ALLRUNProject reference: 291851
Funded under :
Modeling TEL/AML1 childhood lymphoblastic leukemia in zebrafish
Total cost:EUR 100 000
EU contribution:EUR 100 000
Call for proposal:FP7-PEOPLE-2011-CIGSee other projects for this call
Funding scheme:MC-CIG - Support for training and career development of researcher (CIG)
Acute lymphoblastic leukemia is the most common childhood malignancy and is diagnosed in about 5000 children in Europe every year. The most frequent B-type acute lymphoblastic leukemia, called TEL/AML1, is due to a chromosomal translocation that results in the fusion of two transcription factors, TEL with AML1 (also called RUNX1). Most treatments of TEL/AML1 acute lymphoblastic leukemia result in a good outcome, although some patients suffer very late relapse which cannot be anticipated at the diagnosis. Anticipating and treating the late relapse is a real therapeutic challenge.
Understanding the pathogenesis of TEL/AML1 will allow anticipating the late relapse and proposing adjusted therapy and new targeted therapy.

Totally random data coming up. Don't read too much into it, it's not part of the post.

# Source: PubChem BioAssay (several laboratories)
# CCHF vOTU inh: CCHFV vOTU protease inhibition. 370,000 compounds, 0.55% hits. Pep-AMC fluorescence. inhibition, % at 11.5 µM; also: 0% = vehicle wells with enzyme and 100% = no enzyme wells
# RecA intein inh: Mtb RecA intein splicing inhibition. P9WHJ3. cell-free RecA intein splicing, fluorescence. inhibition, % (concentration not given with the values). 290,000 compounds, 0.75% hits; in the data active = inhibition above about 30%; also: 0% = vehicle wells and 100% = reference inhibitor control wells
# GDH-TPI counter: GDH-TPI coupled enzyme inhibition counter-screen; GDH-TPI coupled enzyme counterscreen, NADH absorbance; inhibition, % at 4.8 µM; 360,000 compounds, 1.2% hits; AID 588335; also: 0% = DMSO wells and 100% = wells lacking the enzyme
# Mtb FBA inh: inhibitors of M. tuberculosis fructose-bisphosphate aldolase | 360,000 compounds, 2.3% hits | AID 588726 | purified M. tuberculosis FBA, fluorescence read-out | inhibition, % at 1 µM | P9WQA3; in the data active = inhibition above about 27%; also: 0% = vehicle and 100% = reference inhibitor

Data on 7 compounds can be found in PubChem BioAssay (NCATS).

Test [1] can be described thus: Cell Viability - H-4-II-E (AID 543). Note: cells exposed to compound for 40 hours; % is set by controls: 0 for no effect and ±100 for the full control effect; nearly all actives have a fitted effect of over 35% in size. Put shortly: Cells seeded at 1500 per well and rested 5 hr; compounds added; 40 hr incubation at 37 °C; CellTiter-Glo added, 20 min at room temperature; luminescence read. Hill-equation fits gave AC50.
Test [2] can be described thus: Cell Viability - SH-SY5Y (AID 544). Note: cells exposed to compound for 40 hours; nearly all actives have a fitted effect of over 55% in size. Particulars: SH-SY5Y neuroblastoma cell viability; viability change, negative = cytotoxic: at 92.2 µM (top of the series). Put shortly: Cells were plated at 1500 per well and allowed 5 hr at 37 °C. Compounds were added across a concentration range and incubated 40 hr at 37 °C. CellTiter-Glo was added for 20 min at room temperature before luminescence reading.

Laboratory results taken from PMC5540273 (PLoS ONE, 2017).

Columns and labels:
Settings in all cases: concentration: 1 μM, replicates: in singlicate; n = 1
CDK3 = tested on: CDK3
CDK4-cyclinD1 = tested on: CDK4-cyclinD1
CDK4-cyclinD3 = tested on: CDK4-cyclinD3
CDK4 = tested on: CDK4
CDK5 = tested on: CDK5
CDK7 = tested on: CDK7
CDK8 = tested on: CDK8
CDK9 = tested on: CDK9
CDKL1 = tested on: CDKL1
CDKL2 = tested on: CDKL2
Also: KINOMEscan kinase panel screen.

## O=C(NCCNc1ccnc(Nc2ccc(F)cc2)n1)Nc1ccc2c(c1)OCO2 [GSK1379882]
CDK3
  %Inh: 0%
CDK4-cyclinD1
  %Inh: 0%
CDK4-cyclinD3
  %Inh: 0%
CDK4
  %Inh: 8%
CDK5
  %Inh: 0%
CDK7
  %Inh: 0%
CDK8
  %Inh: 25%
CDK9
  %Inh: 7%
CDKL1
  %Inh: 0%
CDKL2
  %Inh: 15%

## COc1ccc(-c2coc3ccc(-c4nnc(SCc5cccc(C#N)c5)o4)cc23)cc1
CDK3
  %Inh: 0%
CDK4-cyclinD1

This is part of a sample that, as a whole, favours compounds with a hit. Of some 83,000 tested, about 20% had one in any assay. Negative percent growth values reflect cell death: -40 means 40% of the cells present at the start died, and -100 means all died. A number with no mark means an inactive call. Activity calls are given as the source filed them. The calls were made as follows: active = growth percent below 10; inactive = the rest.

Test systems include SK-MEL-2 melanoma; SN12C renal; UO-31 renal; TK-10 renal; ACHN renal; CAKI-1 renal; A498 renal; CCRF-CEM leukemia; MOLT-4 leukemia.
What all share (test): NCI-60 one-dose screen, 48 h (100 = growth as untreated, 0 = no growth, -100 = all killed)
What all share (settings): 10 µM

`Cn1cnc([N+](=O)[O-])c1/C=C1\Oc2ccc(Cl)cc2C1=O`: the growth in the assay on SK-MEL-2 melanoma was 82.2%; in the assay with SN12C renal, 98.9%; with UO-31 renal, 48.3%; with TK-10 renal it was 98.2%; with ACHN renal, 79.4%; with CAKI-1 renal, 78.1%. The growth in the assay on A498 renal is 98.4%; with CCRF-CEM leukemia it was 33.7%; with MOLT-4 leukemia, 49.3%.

TEL/AML1 translocation leads to increased expression of the normal allele of AML1. AML1 is a major transcription factor for hematopoiesis. AML1 impairments are found in many acute leukemia: lymphoblastic, myeloid, and megakaryoblastic. Finally, amplifications of AML1 in other B- acute lymphoblastic leukemia are suspected to worthen the prognosis.
My goal is to address the question of TEL/AML1-associated leukemogenesis by characterizing the cooperation between AML1 and TEL/AML1 in an innovative pathophysiology approach. We will combine molecular and cellular biology approaches with physiological approach in zebrafish, and validation in human samples. We will use TEL/AML1 transgenic zebrafish that is the only model of TEL/AML1 leukemia available. We will focus on studying the rate of onset of leukemia, change in proliferation, survival and differentiation of lymphoblasts in dual transgenic TEL/AML1 and AML1 zebrafish. We will validate the results in a large cohort of human TEL/AML1 pre-B acute lymphoblastic leukemia samples.
This study will provide new insights on how AML1, a key player of hematopoiesis, affects the molecular pathogenesis of TEL/AML1-induced leukemia. The zebrafish model will permit us to identify major players required for leukemia.
EU contribution: EUR 100 000
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